Think you might have some old or lost pensions? Here's how to find them

One of the soundest pieces of advice available regarding your pension investments is to keep a regular check on them. Doing that is relatively straightforward, but what if you don't have your pension information at hand?

Or, what if you've lost your pension information? Worse still, what if you don't even know that you have a pension? 

This brief guide aims to help you understand how you can locate any lost or unknown pensions you might have. It also covers how to assess your current pension options so that you can maximise your retirement funds.

What's the easiest way to track down a pension?

If you have lost a workplace pension that you know about or want to find out if you have one from a previous employer, you can check the government's pension locating service. This service is online, and it is straightforward to use. All you need to get started is the name of your employer or pension scheme.

You can also use a regulated financial adviser to help you locate your old pensions. At the same time, they can assess your pensions compared to other available options. 

How can you value your current pensions?

If you are trying to track down an old pension, the chances are that you haven't been paying into it for some time. However, the amount you previously paid into it could be significant, so getting it valued is essential.

When valuing your pensions, it is good to look at all the features and not merely focus on the monetary value. Doing this will allow you to conduct a better comparison with other available products. Older pension schemes tend to come with higher fees, so this is certainly one aspect to consider.

You might best achieve an accurate valuation and comparison with the services of an FCA-regulated financial adviser. Many people find pensions complicated and a bit of a dry subject, so better left to a professional.

Transferring pension funds to a more effective scheme

It is possible to transfer your pension funds to a different scheme. You may consider doing this if your pension isn't performing well or it has high fees.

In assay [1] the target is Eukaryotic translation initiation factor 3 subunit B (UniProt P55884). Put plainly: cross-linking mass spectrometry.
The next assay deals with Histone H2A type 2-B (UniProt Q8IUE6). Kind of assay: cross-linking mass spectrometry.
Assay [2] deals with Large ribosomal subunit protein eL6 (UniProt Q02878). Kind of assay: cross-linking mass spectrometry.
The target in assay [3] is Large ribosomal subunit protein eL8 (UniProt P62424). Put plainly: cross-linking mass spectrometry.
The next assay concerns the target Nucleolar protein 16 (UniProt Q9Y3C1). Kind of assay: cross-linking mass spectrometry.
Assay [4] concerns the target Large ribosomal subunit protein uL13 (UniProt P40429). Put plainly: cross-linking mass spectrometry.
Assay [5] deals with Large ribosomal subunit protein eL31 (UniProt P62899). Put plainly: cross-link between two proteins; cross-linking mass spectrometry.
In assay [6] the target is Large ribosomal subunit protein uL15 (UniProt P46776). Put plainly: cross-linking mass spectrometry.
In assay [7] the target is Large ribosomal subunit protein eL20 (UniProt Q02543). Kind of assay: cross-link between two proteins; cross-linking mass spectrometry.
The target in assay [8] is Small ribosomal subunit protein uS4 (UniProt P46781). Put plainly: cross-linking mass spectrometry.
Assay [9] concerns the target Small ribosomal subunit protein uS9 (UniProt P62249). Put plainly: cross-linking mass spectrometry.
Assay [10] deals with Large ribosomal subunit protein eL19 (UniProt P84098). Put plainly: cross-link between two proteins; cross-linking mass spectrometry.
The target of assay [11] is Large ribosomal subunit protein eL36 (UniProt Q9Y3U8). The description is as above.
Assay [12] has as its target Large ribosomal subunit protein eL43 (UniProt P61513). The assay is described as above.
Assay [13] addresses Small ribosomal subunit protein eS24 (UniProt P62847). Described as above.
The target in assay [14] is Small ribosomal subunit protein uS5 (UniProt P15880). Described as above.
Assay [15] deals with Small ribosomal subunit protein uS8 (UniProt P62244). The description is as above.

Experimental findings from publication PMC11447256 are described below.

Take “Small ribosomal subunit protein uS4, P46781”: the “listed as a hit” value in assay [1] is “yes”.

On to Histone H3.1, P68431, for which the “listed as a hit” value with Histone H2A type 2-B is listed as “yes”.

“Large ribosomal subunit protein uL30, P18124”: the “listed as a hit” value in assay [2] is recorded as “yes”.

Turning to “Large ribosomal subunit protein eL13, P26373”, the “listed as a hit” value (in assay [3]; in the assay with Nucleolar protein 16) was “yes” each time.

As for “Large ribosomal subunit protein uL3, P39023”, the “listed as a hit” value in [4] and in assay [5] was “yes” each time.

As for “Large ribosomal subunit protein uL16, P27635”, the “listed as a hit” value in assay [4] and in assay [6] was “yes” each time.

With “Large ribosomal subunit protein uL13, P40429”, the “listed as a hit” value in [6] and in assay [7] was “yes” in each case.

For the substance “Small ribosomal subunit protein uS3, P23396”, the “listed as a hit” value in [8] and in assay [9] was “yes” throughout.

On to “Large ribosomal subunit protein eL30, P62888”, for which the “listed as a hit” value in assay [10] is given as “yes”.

There may be appealing features with other pensions that persuade you to change. For instance, a 2015 change in the regulations governing pensions means that you can now access your pension funds from age fifty-five. 

A regulated financial adviser can assist you in the process of transferring your pension funds. They'll consider your unique circumstances, goals, and requirements before helping you choose a suitable option. 

Pension release

Above, we briefly mentioned the 2015 change in legislation regarding pensions. One of the changes this legislation brought about was regarding Pension Release

From the age of fifty-five, you can now access up to 25% of your pension fund as a tax-free lump sum. The remaining amount can be taken as taxable lump sums or left in your pension pot for retirement.

Taking a tax-free lump sum might sound appealing and could certainly have its benefits. However, you should be wary of taking too much money out of your pension pot as doing so could leave you short of income when you retire. Also, taking more than 25% means you'll pay tax on the additional amount.

Not all pensions allow you to take Pension Release. It is worthwhile discussing your options with a financial adviser. They can assess your options and help you make the best decision for your situation.

Can you restart an old workplace pension?  

Depending on the terms of the original scheme, you might be able to start making contributions to it. However, restarting it may not be your best option. It is best to get an accurate valuation of your pension and an assessment of its features. Then you can compare it to other options on the market.

When looking at options for your pension, consider using a regulated financial adviser like Portafina or, view the info at Pension Wise

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